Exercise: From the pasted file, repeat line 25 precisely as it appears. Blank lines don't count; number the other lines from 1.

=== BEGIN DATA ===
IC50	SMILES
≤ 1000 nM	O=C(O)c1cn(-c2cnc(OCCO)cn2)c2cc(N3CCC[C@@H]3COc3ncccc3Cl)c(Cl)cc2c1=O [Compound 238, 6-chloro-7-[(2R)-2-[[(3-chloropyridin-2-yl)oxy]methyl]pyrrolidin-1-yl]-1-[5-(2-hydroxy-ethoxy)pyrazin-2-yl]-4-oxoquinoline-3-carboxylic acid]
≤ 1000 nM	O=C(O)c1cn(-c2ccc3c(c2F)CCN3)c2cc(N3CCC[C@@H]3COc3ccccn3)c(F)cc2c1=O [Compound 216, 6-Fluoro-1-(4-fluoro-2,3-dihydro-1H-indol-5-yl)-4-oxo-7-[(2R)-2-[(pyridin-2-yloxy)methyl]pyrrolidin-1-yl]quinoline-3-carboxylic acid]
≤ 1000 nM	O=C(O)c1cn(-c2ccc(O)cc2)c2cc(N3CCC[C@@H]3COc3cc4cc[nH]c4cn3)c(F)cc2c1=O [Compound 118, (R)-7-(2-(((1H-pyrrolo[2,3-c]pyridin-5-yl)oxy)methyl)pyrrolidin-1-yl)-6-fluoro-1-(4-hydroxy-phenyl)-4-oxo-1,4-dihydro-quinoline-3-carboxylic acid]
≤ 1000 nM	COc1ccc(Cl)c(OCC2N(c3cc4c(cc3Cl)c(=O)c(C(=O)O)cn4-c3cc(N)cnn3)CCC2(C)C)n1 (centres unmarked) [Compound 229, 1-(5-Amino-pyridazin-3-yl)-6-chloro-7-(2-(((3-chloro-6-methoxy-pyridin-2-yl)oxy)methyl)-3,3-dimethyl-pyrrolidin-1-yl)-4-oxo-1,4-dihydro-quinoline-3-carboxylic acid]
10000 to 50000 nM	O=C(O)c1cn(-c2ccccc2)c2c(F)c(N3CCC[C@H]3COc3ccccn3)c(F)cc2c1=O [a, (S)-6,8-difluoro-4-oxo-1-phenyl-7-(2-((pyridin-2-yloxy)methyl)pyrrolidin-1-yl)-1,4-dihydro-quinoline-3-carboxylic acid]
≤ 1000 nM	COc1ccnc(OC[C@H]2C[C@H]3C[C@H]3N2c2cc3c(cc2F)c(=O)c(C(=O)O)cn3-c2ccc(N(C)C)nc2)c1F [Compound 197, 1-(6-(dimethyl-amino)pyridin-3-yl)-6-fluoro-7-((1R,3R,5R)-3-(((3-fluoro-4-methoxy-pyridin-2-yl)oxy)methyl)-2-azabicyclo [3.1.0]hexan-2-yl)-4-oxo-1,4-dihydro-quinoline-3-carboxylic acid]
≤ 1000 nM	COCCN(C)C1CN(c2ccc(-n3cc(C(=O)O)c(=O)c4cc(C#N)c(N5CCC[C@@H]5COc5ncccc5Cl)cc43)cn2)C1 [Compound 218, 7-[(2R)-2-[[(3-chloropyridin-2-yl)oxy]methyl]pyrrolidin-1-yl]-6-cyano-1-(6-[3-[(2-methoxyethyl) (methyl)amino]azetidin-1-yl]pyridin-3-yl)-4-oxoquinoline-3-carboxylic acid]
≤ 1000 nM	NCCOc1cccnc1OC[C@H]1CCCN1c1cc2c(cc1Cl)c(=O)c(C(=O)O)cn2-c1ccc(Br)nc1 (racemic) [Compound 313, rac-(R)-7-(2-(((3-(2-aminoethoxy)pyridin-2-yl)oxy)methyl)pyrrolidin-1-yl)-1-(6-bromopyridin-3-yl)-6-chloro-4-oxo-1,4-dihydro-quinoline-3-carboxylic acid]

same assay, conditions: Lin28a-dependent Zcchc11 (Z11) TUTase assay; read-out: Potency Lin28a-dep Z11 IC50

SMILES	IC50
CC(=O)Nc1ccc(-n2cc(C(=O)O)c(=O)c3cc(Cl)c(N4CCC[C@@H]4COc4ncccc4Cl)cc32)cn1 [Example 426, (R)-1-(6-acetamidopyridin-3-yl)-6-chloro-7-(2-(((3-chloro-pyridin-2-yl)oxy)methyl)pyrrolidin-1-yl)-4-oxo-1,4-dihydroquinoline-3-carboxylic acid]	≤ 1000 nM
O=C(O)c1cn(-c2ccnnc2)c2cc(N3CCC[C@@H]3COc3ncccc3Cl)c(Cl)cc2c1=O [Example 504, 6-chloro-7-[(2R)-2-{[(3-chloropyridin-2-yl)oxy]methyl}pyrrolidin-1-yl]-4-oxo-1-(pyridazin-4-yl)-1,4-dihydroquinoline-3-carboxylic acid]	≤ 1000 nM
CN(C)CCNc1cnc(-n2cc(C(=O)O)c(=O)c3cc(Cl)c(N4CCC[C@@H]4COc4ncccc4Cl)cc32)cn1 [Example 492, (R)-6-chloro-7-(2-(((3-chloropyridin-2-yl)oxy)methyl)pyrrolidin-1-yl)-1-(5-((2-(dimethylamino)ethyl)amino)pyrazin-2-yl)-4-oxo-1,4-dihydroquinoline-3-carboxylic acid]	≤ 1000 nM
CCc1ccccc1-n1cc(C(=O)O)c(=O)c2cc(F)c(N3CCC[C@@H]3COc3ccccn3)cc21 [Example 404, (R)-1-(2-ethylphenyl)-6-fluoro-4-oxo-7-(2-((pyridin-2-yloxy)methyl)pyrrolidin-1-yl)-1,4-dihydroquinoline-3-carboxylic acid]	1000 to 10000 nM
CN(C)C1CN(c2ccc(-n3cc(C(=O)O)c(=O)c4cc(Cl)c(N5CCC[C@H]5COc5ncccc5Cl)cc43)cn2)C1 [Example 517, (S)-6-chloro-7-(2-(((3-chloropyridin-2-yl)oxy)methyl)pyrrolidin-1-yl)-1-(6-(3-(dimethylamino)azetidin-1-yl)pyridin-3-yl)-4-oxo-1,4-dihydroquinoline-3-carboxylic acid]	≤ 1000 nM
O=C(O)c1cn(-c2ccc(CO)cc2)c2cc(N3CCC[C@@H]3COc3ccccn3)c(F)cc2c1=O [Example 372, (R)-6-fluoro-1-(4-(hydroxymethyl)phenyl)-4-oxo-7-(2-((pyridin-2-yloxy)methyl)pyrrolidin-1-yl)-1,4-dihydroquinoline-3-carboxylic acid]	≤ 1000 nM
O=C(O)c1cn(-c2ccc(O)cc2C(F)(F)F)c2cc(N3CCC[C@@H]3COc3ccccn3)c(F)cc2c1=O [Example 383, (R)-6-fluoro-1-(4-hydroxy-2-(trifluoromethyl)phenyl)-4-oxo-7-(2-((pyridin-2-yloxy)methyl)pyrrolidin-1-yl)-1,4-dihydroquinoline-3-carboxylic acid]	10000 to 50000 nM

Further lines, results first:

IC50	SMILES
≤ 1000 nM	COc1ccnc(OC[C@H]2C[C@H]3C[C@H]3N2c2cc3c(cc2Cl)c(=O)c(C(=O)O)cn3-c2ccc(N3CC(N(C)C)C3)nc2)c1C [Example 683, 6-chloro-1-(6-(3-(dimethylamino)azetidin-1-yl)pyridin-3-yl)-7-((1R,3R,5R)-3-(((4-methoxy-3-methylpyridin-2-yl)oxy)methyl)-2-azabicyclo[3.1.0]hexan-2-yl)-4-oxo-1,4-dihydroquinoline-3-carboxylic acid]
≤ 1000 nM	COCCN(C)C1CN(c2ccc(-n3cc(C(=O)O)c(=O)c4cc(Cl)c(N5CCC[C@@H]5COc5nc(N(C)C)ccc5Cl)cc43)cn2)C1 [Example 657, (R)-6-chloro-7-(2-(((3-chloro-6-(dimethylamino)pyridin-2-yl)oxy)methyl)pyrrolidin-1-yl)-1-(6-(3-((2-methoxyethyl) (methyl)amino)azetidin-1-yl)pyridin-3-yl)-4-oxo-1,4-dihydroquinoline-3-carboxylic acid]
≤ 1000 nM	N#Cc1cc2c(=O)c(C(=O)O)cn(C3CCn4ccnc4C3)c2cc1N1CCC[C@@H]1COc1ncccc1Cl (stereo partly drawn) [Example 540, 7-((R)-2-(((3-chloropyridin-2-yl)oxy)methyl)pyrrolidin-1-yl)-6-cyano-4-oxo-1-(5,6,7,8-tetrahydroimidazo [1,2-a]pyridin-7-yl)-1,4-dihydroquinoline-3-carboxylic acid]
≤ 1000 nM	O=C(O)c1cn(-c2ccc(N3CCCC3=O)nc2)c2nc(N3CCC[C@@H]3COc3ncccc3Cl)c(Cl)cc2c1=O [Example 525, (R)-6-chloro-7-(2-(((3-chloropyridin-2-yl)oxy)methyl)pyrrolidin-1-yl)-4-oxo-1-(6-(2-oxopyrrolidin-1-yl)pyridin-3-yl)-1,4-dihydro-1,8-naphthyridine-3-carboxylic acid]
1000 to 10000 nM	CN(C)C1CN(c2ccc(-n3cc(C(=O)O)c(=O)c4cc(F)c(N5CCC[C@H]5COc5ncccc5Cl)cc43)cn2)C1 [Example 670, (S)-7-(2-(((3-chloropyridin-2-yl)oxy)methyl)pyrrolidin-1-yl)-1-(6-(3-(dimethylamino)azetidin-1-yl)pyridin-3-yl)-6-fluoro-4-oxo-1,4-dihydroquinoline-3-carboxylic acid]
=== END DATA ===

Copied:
1000 to 10000 nM	CN(C)C1CN(c2ccc(-n3cc(C(=O)O)c(=O)c4cc(F)c(N5CCC[C@H]5COc5ncccc5Cl)cc43)cn2)C1 [Example 670, (S)-7-(2-(((3-chloropyridin-2-yl)oxy)methyl)pyrrolidin-1-yl)-1-(6-(3-(dimethylamino)azetidin-1-yl)pyridin-3-yl)-6-fluoro-4-oxo-1,4-dihydroquinoline-3-carboxylic acid]